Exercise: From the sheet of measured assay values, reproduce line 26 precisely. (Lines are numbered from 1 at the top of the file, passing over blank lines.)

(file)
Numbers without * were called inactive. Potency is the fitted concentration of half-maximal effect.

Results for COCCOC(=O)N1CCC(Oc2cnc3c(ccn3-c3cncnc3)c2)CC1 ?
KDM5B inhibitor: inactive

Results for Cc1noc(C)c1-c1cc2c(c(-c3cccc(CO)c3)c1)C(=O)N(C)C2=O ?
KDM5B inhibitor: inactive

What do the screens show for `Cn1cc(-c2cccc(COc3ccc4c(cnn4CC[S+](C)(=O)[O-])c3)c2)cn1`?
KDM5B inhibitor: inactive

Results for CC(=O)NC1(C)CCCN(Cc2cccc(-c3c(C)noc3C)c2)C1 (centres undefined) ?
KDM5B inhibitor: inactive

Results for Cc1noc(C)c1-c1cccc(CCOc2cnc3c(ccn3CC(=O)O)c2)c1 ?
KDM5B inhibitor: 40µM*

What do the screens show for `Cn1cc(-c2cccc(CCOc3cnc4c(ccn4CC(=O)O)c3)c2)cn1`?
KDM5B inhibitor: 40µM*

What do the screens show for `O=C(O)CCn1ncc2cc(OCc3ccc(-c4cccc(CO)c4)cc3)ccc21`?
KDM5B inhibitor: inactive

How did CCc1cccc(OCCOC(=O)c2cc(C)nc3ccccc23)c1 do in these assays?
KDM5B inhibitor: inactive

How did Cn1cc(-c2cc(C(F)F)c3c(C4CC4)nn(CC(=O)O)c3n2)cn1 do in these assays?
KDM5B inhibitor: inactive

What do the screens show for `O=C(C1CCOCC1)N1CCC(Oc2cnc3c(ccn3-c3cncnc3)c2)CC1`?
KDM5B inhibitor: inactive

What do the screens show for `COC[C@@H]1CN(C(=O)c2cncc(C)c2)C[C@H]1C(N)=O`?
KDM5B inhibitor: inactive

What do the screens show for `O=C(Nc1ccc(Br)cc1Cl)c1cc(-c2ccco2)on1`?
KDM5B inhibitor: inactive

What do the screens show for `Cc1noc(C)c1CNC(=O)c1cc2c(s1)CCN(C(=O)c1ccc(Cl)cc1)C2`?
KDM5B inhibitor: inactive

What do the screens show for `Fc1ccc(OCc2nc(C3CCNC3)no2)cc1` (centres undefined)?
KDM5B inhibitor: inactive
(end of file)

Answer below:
What do the screens show for `Cc1noc(C)c1CNC(=O)c1cc2c(s1)CCN(C(=O)c1ccc(Cl)cc1)C2`?